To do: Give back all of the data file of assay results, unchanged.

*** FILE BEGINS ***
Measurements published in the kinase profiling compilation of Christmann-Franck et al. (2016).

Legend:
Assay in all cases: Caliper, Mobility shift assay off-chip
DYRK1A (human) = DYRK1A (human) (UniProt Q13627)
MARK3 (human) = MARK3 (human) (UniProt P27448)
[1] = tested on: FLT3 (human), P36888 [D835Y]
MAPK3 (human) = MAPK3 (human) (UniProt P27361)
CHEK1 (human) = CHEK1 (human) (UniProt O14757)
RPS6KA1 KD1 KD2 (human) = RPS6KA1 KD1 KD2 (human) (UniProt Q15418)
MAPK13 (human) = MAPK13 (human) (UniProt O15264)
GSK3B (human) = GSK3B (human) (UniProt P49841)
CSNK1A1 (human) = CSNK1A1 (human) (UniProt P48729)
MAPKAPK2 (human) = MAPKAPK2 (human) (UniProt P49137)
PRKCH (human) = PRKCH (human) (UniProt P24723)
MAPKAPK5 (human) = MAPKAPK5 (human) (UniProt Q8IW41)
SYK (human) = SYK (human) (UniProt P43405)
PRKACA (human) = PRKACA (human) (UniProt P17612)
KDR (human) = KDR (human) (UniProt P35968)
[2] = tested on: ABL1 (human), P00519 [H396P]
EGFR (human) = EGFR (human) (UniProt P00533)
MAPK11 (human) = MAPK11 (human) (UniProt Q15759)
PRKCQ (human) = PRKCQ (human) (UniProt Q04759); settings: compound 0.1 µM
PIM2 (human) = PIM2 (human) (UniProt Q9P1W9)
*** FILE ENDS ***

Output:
Measurements published in the kinase profiling compilation of Christmann-Franck et al. (2016).

Legend:
Assay in all cases: Caliper, Mobility shift assay off-chip
DYRK1A (human) = DYRK1A (human) (UniProt Q13627)
MARK3 (human) = MARK3 (human) (UniProt P27448)
[1] = tested on: FLT3 (human), P36888 [D835Y]
MAPK3 (human) = MAPK3 (human) (UniProt P27361)
CHEK1 (human) = CHEK1 (human) (UniProt O14757)
RPS6KA1 KD1 KD2 (human) = RPS6KA1 KD1 KD2 (human) (UniProt Q15418)
MAPK13 (human) = MAPK13 (human) (UniProt O15264)
GSK3B (human) = GSK3B (human) (UniProt P49841)
CSNK1A1 (human) = CSNK1A1 (human) (UniProt P48729)
MAPKAPK2 (human) = MAPKAPK2 (human) (UniProt P49137)
PRKCH (human) = PRKCH (human) (UniProt P24723)
MAPKAPK5 (human) = MAPKAPK5 (human) (UniProt Q8IW41)
SYK (human) = SYK (human) (UniProt P43405)
PRKACA (human) = PRKACA (human) (UniProt P17612)
KDR (human) = KDR (human) (UniProt P35968)
[2] = tested on: ABL1 (human), P00519 [H396P]
EGFR (human) = EGFR (human) (UniProt P00533)
MAPK11 (human) = MAPK11 (human) (UniProt Q15759)
PRKCQ (human) = PRKCQ (human) (UniProt Q04759); settings: compound 0.1 µM
PIM2 (human) = PIM2 (human) (UniProt Q9P1W9)